Mill Creek CA hotels. Book rooms in hotels in Mill Creek California United States of America. Myths, legends, fearsome critters, ghosts, folklore, monsters, hauntings and eerie tales of California. California attractions, sights, wildlife refuges, national and state forests, national and/or state parks. Advice for travellers from Camelopard.com.
Camelopard wishes you a comfortable stay in your Mill Creek California hotel. The famous and/or historic hotels of the world are major destinations in their own right. The beautiful and historic San Ysidro Ranch in Santa Barbara, the Grand Coloane Beach Resort in Macau, the Arena Copacabana Hotel in Rio de Janeiro, the Queen Mary in Long Beach, the Imperial Hotel in Delhi, Christian's Hotel in Luoyang China and the Belmond Copacabana Palace in Rio de Janeiro. are among the historic, famous and/or luxurious of the international hotels.
State Forests, Nature Reserves, National Parks, National Forests, State Parks and Refuges in California
Point Reyes National Seashore; Redwood National Park with the tallest trees in the world, including Hyperion, protected by secrecy; Yosemite National Park with wildlife such as black bears and beavers, as well as specacular Tunnel View, from which you can see El Capitan, the Bridal Veil Falls and more; Pinnacles National Park, one of the best places to see California Condors; Sequoia National Park with the largest tree in the world, the gigantic and ancient General Sherman; Kings Canyon National Park; Kings Range National Conservation Area on the Lost Coast; Monterey Bay National Marine Sanctuary; Channel Islands National Park with many species found nowhere else on earth; Joshua Tree National Park; Ano Nuevo State Park; Lassen Volcanic National Park with Lassen Peak, which erupted in 1915 and is the largest volcanic dome in the world; the basalt formations of Devils Postpile National Monument; and Piedras Blancas, are among the national or state parks, forests and refuges of California.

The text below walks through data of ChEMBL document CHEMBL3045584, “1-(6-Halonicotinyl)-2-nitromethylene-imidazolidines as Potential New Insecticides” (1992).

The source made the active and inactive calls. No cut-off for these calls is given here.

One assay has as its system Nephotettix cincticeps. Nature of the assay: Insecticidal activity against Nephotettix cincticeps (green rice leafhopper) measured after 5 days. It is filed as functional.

Ghosts, Monsters, Legends, Myths, Scary Stories and Folklore in California
The spectral woman who still supervises the Phoenix Inn oriental restaurant in Alhambra; San Diego's haunted Horton Grand Hotel; the ghost of Claudia in the Mansions Hotel, San Francisco; the wraiths of Camp Comfort County Park, which include a phantom horsewoman, a charred man, a headless man riding a motor bike, a bloody bride and a demonic hound that watches over the tomb of a vampire; the ghost who still makes phone calls from Room 1007 of the Paso Robles Hotel, San Francisco; the ghostly sailors of the aircraft carrier USS Hornet in Alameda; the haunted parking garage and eighteenth floor lounge of the Los Angeles Airport Marriott; and the beautiful but sad Amanda, said to haunt Room 325 of the Vagabond Motel, San Diego, are among the true ghost stories, myths and legends of California.
The ghostly barefoot woman of Stow Lake in Golden Gate Park, San Francisco; the male phantom of San Diego's luxurious US Grant Hotel; Santa Paula's horned, white and hairy anthropoid, the Billiwhack Monster; Tahoe Tessie, Lake Tahoe's answer to Lake Champlain's Champ and to Nessie, the Loch Ness Monster; the blue, brain-like ETs of Palos Verdes; the many hauntings of the Queen Mary in Long Beach, which include a Lady in White in the reception area, children playing in the swimming pool, a man killed in the engine room and the mystery of room B340; cowboys still searching for their gold in Rios Canyon, San Diego; and the giant lumberjack Paul Bunyan and his blue ox Babe, claimed as employees by the Red River Lumber Company of Westwood, are other legendary tales of ghosts and haunted places in California.